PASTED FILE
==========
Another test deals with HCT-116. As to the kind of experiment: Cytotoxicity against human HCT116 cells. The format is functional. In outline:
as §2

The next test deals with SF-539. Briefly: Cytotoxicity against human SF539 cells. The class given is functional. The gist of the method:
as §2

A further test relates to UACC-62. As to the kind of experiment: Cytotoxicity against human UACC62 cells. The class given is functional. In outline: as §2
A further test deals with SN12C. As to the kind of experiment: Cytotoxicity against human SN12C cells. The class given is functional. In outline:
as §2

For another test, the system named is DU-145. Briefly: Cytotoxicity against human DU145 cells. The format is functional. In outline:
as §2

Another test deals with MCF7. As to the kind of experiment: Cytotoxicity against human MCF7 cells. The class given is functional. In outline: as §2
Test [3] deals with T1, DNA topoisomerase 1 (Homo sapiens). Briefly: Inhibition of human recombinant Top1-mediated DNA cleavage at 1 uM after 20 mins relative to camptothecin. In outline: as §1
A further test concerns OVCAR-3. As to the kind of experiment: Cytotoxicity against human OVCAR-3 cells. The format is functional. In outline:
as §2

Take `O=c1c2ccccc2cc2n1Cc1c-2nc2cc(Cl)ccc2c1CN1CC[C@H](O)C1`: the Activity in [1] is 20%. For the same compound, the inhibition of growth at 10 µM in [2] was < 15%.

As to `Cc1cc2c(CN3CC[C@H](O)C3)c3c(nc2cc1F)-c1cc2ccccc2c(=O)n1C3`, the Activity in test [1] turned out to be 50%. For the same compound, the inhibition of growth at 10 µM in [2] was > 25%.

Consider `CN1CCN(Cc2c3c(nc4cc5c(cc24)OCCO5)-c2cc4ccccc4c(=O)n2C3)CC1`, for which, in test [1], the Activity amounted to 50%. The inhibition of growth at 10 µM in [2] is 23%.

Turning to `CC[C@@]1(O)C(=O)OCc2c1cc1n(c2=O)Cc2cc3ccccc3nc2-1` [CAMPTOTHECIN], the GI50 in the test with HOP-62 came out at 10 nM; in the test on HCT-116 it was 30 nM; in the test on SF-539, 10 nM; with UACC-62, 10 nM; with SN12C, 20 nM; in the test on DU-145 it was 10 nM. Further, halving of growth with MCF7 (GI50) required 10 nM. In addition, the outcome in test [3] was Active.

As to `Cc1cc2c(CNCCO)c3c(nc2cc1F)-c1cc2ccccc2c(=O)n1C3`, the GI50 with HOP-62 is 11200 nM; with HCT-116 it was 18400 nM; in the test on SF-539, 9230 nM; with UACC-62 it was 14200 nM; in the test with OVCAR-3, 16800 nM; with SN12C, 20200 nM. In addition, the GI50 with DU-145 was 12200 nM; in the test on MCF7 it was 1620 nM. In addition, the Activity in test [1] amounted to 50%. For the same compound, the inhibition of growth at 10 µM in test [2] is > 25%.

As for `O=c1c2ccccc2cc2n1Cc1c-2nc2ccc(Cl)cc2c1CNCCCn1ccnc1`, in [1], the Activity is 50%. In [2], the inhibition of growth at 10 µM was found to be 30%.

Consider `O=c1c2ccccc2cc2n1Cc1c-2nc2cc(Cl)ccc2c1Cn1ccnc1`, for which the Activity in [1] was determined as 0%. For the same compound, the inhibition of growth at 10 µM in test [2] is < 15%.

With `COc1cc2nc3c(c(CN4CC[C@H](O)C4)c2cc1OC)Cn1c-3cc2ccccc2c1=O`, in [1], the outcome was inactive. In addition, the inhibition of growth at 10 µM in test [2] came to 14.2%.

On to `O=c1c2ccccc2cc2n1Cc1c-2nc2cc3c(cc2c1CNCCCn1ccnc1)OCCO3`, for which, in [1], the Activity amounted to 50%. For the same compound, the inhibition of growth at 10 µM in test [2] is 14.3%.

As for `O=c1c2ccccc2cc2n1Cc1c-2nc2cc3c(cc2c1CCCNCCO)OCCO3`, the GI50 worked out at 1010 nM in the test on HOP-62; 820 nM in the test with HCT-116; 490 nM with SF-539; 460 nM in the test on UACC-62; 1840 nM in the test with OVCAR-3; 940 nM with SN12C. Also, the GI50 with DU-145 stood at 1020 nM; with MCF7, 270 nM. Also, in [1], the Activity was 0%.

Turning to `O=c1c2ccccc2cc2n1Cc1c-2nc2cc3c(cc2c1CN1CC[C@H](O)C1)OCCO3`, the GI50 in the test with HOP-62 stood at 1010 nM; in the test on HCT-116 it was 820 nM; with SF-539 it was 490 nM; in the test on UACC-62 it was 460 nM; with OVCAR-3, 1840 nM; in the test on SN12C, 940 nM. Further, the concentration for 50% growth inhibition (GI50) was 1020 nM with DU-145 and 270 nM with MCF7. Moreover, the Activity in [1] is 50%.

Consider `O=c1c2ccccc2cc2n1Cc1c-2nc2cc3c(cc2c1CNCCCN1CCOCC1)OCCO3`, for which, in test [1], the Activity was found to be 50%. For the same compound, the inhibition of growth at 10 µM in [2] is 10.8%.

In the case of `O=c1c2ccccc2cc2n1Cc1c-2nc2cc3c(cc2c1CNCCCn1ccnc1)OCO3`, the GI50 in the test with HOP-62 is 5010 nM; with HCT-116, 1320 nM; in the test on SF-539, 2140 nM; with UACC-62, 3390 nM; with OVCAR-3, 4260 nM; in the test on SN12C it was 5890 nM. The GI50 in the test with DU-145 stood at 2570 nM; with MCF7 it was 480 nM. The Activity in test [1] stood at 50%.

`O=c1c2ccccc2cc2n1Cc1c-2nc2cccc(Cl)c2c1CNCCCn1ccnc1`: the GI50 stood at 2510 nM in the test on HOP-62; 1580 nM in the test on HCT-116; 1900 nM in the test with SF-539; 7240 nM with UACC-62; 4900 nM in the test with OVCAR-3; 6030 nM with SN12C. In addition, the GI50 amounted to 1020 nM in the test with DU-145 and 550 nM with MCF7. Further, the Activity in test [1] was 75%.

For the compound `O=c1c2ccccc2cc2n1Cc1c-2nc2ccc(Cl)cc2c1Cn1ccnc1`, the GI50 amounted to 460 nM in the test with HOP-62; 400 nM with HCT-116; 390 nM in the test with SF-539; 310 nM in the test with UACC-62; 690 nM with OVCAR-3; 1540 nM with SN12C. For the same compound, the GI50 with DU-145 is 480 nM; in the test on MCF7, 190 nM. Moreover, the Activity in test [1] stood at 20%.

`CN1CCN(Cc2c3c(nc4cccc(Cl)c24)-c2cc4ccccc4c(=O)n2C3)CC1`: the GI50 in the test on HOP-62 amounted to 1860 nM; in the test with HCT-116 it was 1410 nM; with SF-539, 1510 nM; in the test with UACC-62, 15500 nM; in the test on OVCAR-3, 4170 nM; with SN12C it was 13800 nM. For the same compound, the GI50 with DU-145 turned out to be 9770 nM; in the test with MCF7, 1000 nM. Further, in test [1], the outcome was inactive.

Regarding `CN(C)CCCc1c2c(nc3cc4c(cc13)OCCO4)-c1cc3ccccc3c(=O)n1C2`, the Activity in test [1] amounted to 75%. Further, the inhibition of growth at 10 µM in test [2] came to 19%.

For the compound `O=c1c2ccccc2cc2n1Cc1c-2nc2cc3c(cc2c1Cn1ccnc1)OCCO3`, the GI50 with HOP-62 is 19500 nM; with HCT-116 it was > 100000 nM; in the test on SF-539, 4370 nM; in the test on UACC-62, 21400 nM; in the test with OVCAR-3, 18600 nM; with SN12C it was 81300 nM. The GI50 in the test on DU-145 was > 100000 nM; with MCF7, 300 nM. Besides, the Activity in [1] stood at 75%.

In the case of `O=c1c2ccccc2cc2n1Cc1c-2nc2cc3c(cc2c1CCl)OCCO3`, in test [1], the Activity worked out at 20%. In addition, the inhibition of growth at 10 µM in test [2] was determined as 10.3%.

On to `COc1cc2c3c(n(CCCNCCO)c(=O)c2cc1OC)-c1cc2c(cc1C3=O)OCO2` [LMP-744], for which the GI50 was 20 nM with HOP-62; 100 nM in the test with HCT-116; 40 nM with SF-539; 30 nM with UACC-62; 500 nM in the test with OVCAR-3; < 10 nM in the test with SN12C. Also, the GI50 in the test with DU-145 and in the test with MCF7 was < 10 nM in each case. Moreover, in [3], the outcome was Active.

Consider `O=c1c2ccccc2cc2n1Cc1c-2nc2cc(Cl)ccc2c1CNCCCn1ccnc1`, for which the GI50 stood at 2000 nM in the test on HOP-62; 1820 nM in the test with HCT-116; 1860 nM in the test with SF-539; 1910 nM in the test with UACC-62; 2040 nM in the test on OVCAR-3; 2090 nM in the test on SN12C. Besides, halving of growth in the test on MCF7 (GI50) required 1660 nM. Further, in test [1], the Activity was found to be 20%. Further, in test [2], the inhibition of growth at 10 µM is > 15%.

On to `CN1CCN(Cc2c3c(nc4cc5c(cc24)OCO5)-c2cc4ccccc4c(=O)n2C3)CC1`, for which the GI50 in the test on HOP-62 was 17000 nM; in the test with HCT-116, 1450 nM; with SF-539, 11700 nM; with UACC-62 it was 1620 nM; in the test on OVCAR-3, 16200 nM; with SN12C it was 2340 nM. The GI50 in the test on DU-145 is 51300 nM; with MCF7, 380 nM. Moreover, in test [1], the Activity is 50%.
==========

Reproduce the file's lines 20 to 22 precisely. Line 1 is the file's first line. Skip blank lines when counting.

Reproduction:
Consider `O=c1c2ccccc2cc2n1Cc1c-2nc2cc(Cl)ccc2c1Cn1ccnc1`, for which the Activity in [1] was determined as 0%. For the same compound, the inhibition of growth at 10 µM in test [2] is < 15%.

With `COc1cc2nc3c(c(CN4CC[C@H](O)C4)c2cc1OC)Cn1c-3cc2ccccc2c1=O`, in [1], the outcome was inactive. In addition, the inhibition of growth at 10 µM in test [2] came to 14.2%.

On to `O=c1c2ccccc2cc2n1Cc1c-2nc2cc3c(cc2c1CNCCCn1ccnc1)OCCO3`, for which, in [1], the Activity amounted to 50%. For the same compound, the inhibition of growth at 10 µM in test [2] is 14.3%.